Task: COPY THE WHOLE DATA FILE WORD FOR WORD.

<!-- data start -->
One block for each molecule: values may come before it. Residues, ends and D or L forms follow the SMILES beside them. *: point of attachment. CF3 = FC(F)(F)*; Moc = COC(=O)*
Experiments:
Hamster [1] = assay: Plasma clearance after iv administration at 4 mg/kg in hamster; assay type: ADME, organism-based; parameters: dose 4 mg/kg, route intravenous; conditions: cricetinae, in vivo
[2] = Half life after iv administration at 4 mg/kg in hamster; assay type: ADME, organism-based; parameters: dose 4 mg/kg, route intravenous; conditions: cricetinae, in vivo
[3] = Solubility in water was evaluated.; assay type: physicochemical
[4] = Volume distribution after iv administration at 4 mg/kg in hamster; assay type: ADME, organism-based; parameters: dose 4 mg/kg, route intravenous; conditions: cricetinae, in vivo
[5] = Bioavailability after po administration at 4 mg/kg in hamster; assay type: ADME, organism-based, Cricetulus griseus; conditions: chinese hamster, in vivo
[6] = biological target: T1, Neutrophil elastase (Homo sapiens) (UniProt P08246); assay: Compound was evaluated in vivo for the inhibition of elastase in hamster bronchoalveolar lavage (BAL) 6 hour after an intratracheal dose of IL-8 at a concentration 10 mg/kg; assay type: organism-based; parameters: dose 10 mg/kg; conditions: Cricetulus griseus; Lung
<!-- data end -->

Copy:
One block for each molecule: values may come before it. Residues, ends and D or L forms follow the SMILES beside them. *: point of attachment. CF3 = FC(F)(F)*; Moc = COC(=O)*
Experiments:
Hamster [1] = assay: Plasma clearance after iv administration at 4 mg/kg in hamster; assay type: ADME, organism-based; parameters: dose 4 mg/kg, route intravenous; conditions: cricetinae, in vivo
[2] = Half life after iv administration at 4 mg/kg in hamster; assay type: ADME, organism-based; parameters: dose 4 mg/kg, route intravenous; conditions: cricetinae, in vivo
[3] = Solubility in water was evaluated.; assay type: physicochemical
[4] = Volume distribution after iv administration at 4 mg/kg in hamster; assay type: ADME, organism-based; parameters: dose 4 mg/kg, route intravenous; conditions: cricetinae, in vivo
[5] = Bioavailability after po administration at 4 mg/kg in hamster; assay type: ADME, organism-based, Cricetulus griseus; conditions: chinese hamster, in vivo
[6] = biological target: T1, Neutrophil elastase (Homo sapiens) (UniProt P08246); assay: Compound was evaluated in vivo for the inhibition of elastase in hamster bronchoalveolar lavage (BAL) 6 hour after an intratracheal dose of IL-8 at a concentration 10 mg/kg; assay type: organism-based; parameters: dose 10 mg/kg; conditions: Cricetulus griseus; Lung